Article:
After he was shot, Josh Pinkard, the plant manager of the water valve manufacturing facility in Aurora where a mass shooting took place Friday afternoon, texted his wife.
“I love you” was the message.
Pinkard’s wife, Terra, in a note posted to Facebook Sunday morning, described the horrible moments when she received the text and the frantic scramble that followed:
“I received a text at 1:24 from my precious husband that said I love you, I’ve been shot at work. It took me several times reading it for it to hit me that it was for real. I called his phone several times, text, FaceTime, nothing. I called his plant and a lady answered and said she was barricaded in her room and police were everywhere. Of course my heart dropped. I grabbed my children and drove to his plant where I met a cop blocking off the roads.”
A search of local hospitals followed before police told her of her husband’s death.
“I told my children their dad did not make it and is in heaven with Jesus. I’ve never had to do something that hard,” she wrote.
“Every thought in my mind and everything I see reminds me of a precious memory of my husband.”
“I want to shout from the rooftops about how amazing Josh was! He was brilliant! The smartest person I’ve ever met! My best friend! … The man who was dying and found the clarity of mind for just a second to send me one last text to let me know he would always love me. This unbelievable person was robbed from us.”
Reached Sunday by phone, Terra declined to comment. Her feelings, she said, were in her Facebook post.
Her social media post came the same day the Aurora Police Department announced on Facebook that all but one of the five officers who were injured in the shooting had been released from area hospitals. The lone officer who remained hospitalized was in good condition.
Hundreds of mourners gathered in the rain Sunday afternoon for a prayer vigil outside Henry Pratt Co. in Aurora, where five people — plus the gunman — were killed in the mass shooting two days earlier.
“Now is a time to heal, now is a time to forgive, now is a time to move together as a stronger community,” said Aurora Mayor Richard Irvin, in between prayers during the vigil. “Stronger because we recognize we are in this together.”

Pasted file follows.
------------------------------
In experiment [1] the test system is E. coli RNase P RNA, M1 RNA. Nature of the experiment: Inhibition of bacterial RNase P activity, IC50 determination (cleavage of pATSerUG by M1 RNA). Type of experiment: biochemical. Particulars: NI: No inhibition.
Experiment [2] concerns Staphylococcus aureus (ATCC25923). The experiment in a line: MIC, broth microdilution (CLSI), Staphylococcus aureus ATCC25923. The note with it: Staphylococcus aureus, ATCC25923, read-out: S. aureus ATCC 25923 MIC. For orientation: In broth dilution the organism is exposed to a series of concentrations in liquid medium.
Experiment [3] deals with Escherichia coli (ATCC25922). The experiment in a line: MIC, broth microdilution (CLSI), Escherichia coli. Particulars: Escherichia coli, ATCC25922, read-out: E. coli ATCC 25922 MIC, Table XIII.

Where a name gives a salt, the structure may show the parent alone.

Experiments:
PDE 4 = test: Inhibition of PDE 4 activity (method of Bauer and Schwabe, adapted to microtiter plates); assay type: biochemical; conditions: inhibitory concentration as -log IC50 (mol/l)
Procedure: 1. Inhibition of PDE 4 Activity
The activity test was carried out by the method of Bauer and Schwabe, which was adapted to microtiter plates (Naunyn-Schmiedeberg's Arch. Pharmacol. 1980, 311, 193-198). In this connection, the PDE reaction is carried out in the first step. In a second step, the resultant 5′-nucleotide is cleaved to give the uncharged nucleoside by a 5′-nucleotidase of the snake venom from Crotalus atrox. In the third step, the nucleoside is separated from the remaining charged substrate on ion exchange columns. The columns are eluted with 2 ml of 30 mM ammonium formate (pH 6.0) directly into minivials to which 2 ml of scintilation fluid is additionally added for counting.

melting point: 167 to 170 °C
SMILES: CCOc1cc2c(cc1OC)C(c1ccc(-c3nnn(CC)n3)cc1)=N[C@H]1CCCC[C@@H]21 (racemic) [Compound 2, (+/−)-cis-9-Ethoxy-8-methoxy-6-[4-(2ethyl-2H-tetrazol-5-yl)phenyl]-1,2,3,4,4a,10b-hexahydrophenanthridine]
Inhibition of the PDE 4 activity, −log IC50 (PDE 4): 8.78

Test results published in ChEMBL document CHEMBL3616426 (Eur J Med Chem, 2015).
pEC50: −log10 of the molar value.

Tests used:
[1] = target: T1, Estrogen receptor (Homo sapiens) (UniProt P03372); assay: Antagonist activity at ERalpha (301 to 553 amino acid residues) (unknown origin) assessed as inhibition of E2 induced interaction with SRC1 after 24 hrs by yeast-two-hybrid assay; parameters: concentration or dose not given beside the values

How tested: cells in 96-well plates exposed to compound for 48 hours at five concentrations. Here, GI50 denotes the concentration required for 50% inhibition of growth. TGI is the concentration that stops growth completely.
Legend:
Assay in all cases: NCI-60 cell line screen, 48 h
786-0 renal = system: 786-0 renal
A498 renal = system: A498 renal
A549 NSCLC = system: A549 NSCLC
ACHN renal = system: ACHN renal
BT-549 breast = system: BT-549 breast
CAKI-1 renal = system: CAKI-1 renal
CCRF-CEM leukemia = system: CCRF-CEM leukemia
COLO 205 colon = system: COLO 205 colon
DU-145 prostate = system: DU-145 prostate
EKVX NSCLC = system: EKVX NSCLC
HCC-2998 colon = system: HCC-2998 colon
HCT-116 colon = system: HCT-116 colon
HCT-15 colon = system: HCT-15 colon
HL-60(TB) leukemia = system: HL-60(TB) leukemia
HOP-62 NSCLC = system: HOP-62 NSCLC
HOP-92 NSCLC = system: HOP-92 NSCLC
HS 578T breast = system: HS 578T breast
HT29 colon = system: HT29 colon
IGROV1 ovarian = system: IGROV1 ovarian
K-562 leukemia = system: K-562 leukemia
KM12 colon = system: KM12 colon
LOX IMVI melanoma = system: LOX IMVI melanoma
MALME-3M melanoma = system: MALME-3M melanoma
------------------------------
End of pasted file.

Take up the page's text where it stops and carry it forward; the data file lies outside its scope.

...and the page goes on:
Five white crosses, provided by Greg Zanis of Crosses for Losses, were adorned by the attendees with photographs, mementos such as beanie babies, flowers and candles. Religious leaders said prayers for each of the five victims, several of whom had family members attending the vigil.
“To the families of the victims, I say, I love you from the bottom of my heart and I open my heart and the city to you,” added Irvin, who shed tears during the vigil. “Anything we can do for you, please don’t hesitate to ask.”
Rev. Dan Haas, executive director of A Future and A Hope Foundation, read the names of homicide victims in the city of Aurora since the start of 2019. As he read the name of Vicente Juarez, one of the five victims from Friday’s shooting, several members of his family could be heard sobbing loudly nearby.
“We will never know [the victims’] gifts and talents, their lives were snuffed out way too short in senseless killings,” Haas said. “It’s our commitment as a community to see that this list doesn’t grow, that this list doesn’t increase.”
Pinkard, 37, had moved to Oswego less than a year ago to manage the Henry Pratt Co.
On Friday, he was one of five employees of the company to be killed by a disgruntled co-worker in the mass shooting at the west suburban plant.
Pinkard was in a meeting where the company told Gary Martin he was being fired. Police said Martin began shooting with a .40-caliber handgun he had brought with him, killing Pinkard and three co-workers who were in the room. Martin fatally shot a fifth employee soon after, before wounding another and five police officers who responded to the scene.
Zach Howard, 37, is Pinkard’s cousin, but they grew up more like brothers in a rural part of Northern Alabama.
Howard said Pinkard was a Christian who lived the life of a Christian.
“He’s one of those guys that didn’t just talk the talk, he lived the life that exemplified what a believer would look like,” Howard said.
Pinkard was a fantastic dad to his daughter and two sons, all under 11, he said.
“He did everything, from making sure they got to soccer practice to riding bikes in the neighborhood and going to the park. He was always there. He was their rod. He’s a guy that enjoyed every day,” Howard said.
Pinkard moved to Oswego less than a year ago from Albertville, Ala., where he worked for Mueller Water Products.
He moved to Illinois because he got a promotion to manage the Henry Pratt facility, which is owned by Mueller Water Products.
“He’d been thinking about his family and the future with the company that he worked for, and it was definitely a time of growth and exciting possibilities,” Howard said.
Contributing: Ashlee Rezin